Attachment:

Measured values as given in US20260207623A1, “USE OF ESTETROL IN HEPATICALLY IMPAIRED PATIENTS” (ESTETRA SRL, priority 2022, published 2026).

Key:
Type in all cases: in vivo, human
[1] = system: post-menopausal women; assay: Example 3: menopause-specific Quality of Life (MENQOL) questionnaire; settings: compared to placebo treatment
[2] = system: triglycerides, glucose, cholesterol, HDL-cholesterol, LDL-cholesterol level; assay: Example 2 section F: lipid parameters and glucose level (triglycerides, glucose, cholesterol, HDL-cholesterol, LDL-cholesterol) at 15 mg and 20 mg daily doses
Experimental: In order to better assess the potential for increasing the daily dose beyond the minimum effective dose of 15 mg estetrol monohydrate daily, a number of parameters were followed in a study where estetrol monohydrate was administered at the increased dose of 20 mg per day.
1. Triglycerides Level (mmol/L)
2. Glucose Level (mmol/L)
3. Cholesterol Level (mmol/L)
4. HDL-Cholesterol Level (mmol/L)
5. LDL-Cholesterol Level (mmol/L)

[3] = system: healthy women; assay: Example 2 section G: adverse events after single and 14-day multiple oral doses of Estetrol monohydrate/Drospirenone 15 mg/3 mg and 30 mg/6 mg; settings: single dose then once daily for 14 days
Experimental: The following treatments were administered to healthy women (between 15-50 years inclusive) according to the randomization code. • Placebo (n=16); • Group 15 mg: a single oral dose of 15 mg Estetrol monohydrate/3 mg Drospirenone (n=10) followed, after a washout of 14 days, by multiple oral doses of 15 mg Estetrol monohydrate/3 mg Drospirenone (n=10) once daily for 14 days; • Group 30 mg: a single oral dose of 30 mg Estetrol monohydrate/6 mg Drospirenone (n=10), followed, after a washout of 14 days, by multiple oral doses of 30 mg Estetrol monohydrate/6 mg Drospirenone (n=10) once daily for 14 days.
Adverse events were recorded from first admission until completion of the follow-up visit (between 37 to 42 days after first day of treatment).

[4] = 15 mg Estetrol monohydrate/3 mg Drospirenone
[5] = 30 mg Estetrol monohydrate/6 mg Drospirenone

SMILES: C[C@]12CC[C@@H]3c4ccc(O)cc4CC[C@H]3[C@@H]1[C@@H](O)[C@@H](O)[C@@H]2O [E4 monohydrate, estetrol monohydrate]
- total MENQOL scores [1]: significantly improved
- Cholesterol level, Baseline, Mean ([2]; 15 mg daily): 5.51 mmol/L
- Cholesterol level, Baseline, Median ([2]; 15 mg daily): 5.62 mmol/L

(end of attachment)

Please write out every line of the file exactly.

Measured values as given in US20260207623A1, “USE OF ESTETROL IN HEPATICALLY IMPAIRED PATIENTS” (ESTETRA SRL, priority 2022, published 2026).

Key:
Type in all cases: in vivo, human
[1] = system: post-menopausal women; assay: Example 3: menopause-specific Quality of Life (MENQOL) questionnaire; settings: compared to placebo treatment
[2] = system: triglycerides, glucose, cholesterol, HDL-cholesterol, LDL-cholesterol level; assay: Example 2 section F: lipid parameters and glucose level (triglycerides, glucose, cholesterol, HDL-cholesterol, LDL-cholesterol) at 15 mg and 20 mg daily doses
Experimental: In order to better assess the potential for increasing the daily dose beyond the minimum effective dose of 15 mg estetrol monohydrate daily, a number of parameters were followed in a study where estetrol monohydrate was administered at the increased dose of 20 mg per day.
1. Triglycerides Level (mmol/L)
2. Glucose Level (mmol/L)
3. Cholesterol Level (mmol/L)
4. HDL-Cholesterol Level (mmol/L)
5. LDL-Cholesterol Level (mmol/L)

[3] = system: healthy women; assay: Example 2 section G: adverse events after single and 14-day multiple oral doses of Estetrol monohydrate/Drospirenone 15 mg/3 mg and 30 mg/6 mg; settings: single dose then once daily for 14 days
Experimental: The following treatments were administered to healthy women (between 15-50 years inclusive) according to the randomization code. • Placebo (n=16); • Group 15 mg: a single oral dose of 15 mg Estetrol monohydrate/3 mg Drospirenone (n=10) followed, after a washout of 14 days, by multiple oral doses of 15 mg Estetrol monohydrate/3 mg Drospirenone (n=10) once daily for 14 days; • Group 30 mg: a single oral dose of 30 mg Estetrol monohydrate/6 mg Drospirenone (n=10), followed, after a washout of 14 days, by multiple oral doses of 30 mg Estetrol monohydrate/6 mg Drospirenone (n=10) once daily for 14 days.
Adverse events were recorded from first admission until completion of the follow-up visit (between 37 to 42 days after first day of treatment).

[4] = 15 mg Estetrol monohydrate/3 mg Drospirenone
[5] = 30 mg Estetrol monohydrate/6 mg Drospirenone

SMILES: C[C@]12CC[C@@H]3c4ccc(O)cc4CC[C@H]3[C@@H]1[C@@H](O)[C@@H](O)[C@@H]2O [E4 monohydrate, estetrol monohydrate]
- total MENQOL scores [1]: significantly improved
- Cholesterol level, Baseline, Mean ([2]; 15 mg daily): 5.51 mmol/L
- Cholesterol level, Baseline, Median ([2]; 15 mg daily): 5.62 mmol/L